Our neighborhood is bordered by Hillen Road on the north and east; the Country Club of Maryland on the south; and Stevenson Lane on the west. In addition, the neighborhood encompasses the 400 block of Oak Lane and Jacobo Lane (a cul de sac accessed from Hillen Road). There are a total of 138 homes in the neighborhood. The Fellowship Forest Community Association was officially incorporated in March of 1946.
The core of Fellowship Forest is the result of the joining of two estates. In 1924, S. Duncan Black, founder of Black and Decker Inc., moved with his wife and three daughters (Betty, Charlotte and Alice) to “Fellowship”, an estate purchased from Mrs. Snyder which included the entire Stevenson Lane area of present day Fellowship Forest from Oak Lane to Dogwood Lane. Then, in 1938, Black purchased the property at 513 Club Lane, known as Faraway. Together these two properties make up the original core community of Fellowship Forest.
The original main house of the Fellowship estate was a large Victorian home which stood near 1204 Stevenson Lane. The outbuildings of the estate included a laundry house; a stable at 1206 Stevenson Lane; a gardener’s house at 1209 Stevenson Lane; and a greenhouse located between 1208 and 1210 Stevenson Lane.
When the Black family moved to Fellowship in 1924, Stevenson Lane was unpaved and turned at what is presently Dogwood Lane. Four or five years later it was cut straight through to Hillen Road. Traveling east from Rodgers Forge, there were seven houses on the lane including Fellowship. The Rodgers had a forge at the intersection of York Road and Stevenson Lane, and the Rodgers family lived in a house where Holly Hill Manor Nursing Home now stands. A house near Sonachan Terrace was owned by Professor Erbach who taught at City College. Wiltondale was a farm owned by Wilton Greenway and Knollwood was the site of another Victorian home. The Country Club of Maryland at that time was a dairy farm owned by the Stevenson Family. A home situated at 1104 Stevenson Lane was also one of the seven.
The whole of Oak Lane was an orchard and garden. They raised asparagus and rhubarb, which Betty Apsey (Mr. Black’s daughter) remembered selling while a student at Goucher. Extending along Burke Avenue from Stevenson Lane to York Road was the Towson Nursery. The reservoir in those days was only a quarter of its current size. During WWII, armed guards patrolled the reservoir so that the water could not be poisoned.
In 1929, Betty Apsey and her husband, Jack, built their home at 1210 Stevenson Lane. Another of Mr. Black’s daughters, Charlotte, built the white colonial house at the corner of Oak and Stevenson Lanes, now 1200 Stevenson Lane, prior to WWII.
During the Depression, the three Black daughters moved back home with their families, and each had their own apartment in the main house. There were four grandchildren: Ann, Nancy, Fielding and Ridgley. Fellowship proved too big for Mr. and Mrs. Black after all the children were again settled in their own homes. Because of Mr. Black’s fondness for the location, in 1939 he built the stone house which now stands at 1204 Stevenson Lane. The Victorian was torn down but the mirrors and banisters were used in the new home.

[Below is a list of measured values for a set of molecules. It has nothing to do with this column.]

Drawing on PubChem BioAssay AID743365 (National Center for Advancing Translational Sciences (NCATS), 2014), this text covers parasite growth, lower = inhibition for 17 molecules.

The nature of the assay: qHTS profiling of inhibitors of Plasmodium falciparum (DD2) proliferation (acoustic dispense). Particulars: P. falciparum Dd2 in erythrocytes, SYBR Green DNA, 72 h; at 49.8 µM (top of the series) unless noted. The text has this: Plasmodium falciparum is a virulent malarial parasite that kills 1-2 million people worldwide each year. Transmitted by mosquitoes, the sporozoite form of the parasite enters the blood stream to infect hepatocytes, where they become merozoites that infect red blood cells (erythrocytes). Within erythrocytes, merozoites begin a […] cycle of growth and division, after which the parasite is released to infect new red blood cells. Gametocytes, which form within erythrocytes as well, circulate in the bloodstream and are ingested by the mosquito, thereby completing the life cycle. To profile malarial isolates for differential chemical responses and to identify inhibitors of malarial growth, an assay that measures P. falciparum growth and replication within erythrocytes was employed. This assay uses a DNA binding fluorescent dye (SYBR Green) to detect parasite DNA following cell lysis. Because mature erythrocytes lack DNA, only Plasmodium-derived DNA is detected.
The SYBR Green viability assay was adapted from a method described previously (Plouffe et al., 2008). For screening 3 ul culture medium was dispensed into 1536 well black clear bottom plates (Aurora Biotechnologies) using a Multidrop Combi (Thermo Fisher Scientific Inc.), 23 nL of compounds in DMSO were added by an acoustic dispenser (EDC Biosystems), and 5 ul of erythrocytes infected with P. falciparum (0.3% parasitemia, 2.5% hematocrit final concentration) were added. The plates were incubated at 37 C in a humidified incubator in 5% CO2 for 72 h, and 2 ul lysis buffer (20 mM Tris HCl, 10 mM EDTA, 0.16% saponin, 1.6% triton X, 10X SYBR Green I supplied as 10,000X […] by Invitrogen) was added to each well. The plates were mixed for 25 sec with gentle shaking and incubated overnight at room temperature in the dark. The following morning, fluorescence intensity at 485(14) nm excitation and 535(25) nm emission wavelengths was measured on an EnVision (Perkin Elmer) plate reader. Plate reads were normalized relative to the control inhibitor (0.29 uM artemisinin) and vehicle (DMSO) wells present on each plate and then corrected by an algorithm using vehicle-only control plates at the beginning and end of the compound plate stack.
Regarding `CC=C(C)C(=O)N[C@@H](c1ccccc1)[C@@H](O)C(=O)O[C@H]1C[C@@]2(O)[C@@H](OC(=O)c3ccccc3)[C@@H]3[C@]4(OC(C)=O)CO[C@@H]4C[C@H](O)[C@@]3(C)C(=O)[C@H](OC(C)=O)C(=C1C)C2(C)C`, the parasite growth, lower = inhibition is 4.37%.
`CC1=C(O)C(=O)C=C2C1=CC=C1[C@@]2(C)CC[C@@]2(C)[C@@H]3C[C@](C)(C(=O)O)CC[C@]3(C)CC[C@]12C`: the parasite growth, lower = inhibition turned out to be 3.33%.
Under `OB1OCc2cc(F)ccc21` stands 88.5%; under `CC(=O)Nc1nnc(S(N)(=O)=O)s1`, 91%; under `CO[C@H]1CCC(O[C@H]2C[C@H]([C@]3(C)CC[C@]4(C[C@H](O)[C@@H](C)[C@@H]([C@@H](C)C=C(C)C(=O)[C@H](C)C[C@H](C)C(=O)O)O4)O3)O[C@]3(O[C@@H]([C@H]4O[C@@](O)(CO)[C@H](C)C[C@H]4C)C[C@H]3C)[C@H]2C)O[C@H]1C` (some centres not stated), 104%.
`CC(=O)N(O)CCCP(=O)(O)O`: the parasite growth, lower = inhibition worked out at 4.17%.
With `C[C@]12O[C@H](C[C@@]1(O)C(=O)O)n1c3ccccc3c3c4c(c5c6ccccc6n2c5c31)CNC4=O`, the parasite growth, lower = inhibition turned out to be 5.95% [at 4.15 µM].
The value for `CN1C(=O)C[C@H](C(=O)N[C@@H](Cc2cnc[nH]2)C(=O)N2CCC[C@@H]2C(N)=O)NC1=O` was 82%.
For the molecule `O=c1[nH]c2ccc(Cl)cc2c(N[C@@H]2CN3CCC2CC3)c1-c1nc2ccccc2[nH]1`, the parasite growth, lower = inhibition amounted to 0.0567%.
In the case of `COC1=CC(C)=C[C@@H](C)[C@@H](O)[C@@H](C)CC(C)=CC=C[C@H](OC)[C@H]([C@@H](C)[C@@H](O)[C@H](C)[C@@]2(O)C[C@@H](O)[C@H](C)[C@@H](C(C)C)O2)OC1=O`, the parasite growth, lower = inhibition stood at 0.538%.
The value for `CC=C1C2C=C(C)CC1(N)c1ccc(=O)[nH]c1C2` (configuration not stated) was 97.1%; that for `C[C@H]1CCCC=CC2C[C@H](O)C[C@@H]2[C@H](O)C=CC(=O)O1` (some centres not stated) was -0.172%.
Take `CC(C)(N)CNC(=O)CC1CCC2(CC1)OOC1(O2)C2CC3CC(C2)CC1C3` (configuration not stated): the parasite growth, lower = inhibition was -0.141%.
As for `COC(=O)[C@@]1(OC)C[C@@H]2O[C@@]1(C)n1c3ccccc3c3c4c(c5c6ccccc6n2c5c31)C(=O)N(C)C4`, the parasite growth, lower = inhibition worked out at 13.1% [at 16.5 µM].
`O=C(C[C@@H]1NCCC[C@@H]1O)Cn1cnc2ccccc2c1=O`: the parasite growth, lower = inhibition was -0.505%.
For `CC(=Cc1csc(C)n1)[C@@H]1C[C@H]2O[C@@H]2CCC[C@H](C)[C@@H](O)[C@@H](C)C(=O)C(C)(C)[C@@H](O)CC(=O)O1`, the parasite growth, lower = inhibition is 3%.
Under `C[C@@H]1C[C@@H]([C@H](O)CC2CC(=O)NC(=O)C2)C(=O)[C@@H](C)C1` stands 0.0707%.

In the mid-1930’s, Black remodeled the gardener’s cottage at 1209 Stevenson Lane for one of his daughters. After her tenure, the house was owned by Mrs. Murray and her housekeeper/companion Clarabel who was well loved in the community and organized July Fourth parades throughout the neighborhood.
Mr. Black loved to build, and the development of Fellowship Forest was his hobby. Beginning in the early 1940’s, he built one house at a time with an architect named Mr. Mennifee and a country builder, Benny Bull. The first home he built was 609 Hillen Road. Working with Black, Mennifee and Bull, 1211 Stevenson Lane was built for Dorothy and Parks Adams. No tree under a certain diameter could be cut without Black’s approval, and no fence, hedges or outbuildings were allowed. When the Adams’ moved into 1211 Stevenson, the following houses were recently or soon-to-be-completed: 609 Hillen Rd, 601 Hillen Rd, 501 Dogwood La, 1207 Stevenson Lane, 1205 Stevenson Lane, 500 Club Lane and 502 Club Lane. The house at 506 Club Lane was built independently of Mr. Black before the houses were built on Hillen Road.
The Victorian home at 513 Club Lane, Faraway, was owned by the Lewis Family. When Mr. Lewis died, Mr. Black bought this property to protect the area; and later Black’s daughter, Alice, married Fielding Lewis. The stone, garden house (625 Valley Lane) was originally a one room building Mrs. Lewis used as an art studio. There was a formal garden from 513 Club Lane down to the pond. The pond was not walled or as well defined back then, but was used by children for ice skating in the winter. After Black’s death, the land by the pond was bought and developed by Mr. Persico.
During WWII, residents at the end of Valley Lane had Victory Gardens, and women took first aid classes at Eudowood Sanitarium. The railroad came through the Hillen Road area, and before it was abandoned, people were invited to ride the flat beds to York, Pennsylvania.